At this point we would also like to extend our gratitude to Lucy Sootheran and Chris Harris who had taken care of the journal from Emerald's side until late 2012, they will be greatly missed. This is a simultaneous welcome to Mark Moreau and Katie Spike from Emerald joining the team.
This issue of the journal includes a total of five papers. It is particularly interesting that two of them use mixed methods in their empirical studies, which is a big leap from previously mostly conceptual papers being published in the area of humanitarian logistics. This is a good sign of the maturation of research in this discipline.
A first, invited paper that has been selected from the previous POMS conference is Green, de Weck and Suarez’ paper on “Evaluating the economic sustainability of sanitation logistics in Senegal” that takes up three very important aspects of humanitarian logistics practice and research to date: how to manage public-private partnerships, the aspect of service development and provision in the area of humanitarian logistics, and last but not least, the question of sustainability. Their paper is also very interesting from a methods perspective as they use GIS-assisted route analysis in Senegal, draw on data from a variety of private as well as public sector stakeholders, and then also use Monte Carlo simulation to evaluate the economic sustainability of the proposed public-private waste transportation service in focus.
Another invited paper is Sheppard, Tatham, Fisher, and Gapp's discussion of “Humanitarian logistics: enhancing the engagement of local populations.” They focus on another aspect of sustainability in humanitarian logistics, in bringing in the local population. This is an interview study related to Typhoon Ondoy (September 2009 in the Philippines), on the basis of which the authors develop a conceptual model to increase local capacity for disaster preparedness and response.
The third paper in this issue focusses on the topic of “Services operations management and humanitarian logistics.” The paper by Heaslip lays a good foundation for the upcoming special issue of the journal related to humanitarian logistics and services. Several important topics are outlined for future research in this area: servitisation, service development, service standardization, and the role of humanitarian organizations as logistics service providers.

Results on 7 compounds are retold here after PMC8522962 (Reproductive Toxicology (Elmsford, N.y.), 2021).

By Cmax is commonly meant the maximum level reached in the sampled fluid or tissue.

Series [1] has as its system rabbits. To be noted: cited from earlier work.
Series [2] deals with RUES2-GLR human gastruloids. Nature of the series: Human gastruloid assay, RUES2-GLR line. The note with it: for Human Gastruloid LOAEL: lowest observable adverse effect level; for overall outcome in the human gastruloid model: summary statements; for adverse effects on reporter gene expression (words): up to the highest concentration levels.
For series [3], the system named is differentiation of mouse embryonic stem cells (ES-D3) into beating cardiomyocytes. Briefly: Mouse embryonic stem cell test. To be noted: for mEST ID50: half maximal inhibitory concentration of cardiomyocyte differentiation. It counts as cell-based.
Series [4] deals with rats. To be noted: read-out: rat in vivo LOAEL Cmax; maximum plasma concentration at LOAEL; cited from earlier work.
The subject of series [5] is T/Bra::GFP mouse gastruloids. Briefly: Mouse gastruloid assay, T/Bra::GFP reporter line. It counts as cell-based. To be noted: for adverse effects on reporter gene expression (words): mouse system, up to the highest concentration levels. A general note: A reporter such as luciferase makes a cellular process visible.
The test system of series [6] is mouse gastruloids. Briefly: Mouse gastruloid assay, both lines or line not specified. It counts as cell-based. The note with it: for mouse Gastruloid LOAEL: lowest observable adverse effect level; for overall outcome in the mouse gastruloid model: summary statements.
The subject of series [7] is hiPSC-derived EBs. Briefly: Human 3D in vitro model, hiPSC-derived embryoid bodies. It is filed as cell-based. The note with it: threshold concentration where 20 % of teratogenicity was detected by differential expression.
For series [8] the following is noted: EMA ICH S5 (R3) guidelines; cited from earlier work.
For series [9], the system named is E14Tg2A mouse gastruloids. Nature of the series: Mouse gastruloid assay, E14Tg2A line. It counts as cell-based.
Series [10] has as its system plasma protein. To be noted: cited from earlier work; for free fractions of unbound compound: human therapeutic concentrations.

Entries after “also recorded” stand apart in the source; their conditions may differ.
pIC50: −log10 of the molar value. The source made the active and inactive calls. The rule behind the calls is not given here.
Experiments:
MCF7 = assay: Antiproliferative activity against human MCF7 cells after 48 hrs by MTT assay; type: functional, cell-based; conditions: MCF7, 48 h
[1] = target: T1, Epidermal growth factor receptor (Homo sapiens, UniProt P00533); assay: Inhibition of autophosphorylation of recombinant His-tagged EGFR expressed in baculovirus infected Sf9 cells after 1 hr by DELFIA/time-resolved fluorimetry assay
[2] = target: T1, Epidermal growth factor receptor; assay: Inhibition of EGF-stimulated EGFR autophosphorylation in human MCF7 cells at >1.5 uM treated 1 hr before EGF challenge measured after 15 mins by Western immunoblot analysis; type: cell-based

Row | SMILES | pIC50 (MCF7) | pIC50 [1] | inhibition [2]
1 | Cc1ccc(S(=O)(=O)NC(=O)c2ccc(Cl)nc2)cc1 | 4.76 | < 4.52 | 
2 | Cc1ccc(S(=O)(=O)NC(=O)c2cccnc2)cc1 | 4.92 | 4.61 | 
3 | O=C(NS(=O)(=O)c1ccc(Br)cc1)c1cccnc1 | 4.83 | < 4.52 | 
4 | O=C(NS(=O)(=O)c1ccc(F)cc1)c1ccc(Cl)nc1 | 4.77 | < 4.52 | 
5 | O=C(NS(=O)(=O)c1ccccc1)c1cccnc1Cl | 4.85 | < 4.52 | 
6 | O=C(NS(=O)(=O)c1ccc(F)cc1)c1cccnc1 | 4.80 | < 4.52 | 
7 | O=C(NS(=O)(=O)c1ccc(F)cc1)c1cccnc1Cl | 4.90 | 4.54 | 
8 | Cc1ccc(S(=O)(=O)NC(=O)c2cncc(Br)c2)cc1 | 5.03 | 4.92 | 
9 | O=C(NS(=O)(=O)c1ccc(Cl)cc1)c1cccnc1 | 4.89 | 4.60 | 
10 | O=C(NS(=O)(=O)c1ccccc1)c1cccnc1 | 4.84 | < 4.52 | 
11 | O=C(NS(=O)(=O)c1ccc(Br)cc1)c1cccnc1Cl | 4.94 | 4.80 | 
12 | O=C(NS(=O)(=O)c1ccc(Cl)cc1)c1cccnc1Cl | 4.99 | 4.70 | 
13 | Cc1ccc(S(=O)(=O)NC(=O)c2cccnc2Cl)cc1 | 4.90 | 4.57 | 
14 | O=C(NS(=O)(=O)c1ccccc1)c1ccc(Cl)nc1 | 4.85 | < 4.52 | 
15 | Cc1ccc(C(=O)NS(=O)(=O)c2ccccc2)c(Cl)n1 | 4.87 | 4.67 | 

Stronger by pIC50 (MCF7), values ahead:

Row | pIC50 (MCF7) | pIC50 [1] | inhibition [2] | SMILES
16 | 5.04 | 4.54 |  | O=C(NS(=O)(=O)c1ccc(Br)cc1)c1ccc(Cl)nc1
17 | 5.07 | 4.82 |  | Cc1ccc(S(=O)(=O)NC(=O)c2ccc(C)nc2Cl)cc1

Next, Mohanty and Chakravarty look at humanitarian health care supply chains in their paper on “An epidemiological study of common drugs in the health supply chain: where does the compass point?” They report the findings of a study in the Dhenkanal district of Odisha, in India, where they focus on drug requirements, availability (including stock positioning), and procurement of drugs for three groups of common childhood diseases in the region: acute respiratory infection, diarrhea, and malaria " linking supply chain activities to impacts in terms of morbidity. Again using mixed methods, this study provides a more macroeconomic view on the health care system on a regional level. The paper emphasizes the need for more cross-disciplinary understanding between health care and logistics, something that the MedLog certification of CILT UK is currently trying to address.
Finally, Bemley, Davis, and Brock present a stochastic facility location model for “Prepositioning commodities to repair maritime navigational aids.” Their aim is to explore the effectiveness of prepositioning strategies for port recovery in response to natural disasters, particularly under conditions of damaged aids to navigation. Their paper is unique in that it addresses the value of prepositioning in light of business recovery from severe weather events.Gyöngyi Kovács and Karen Spens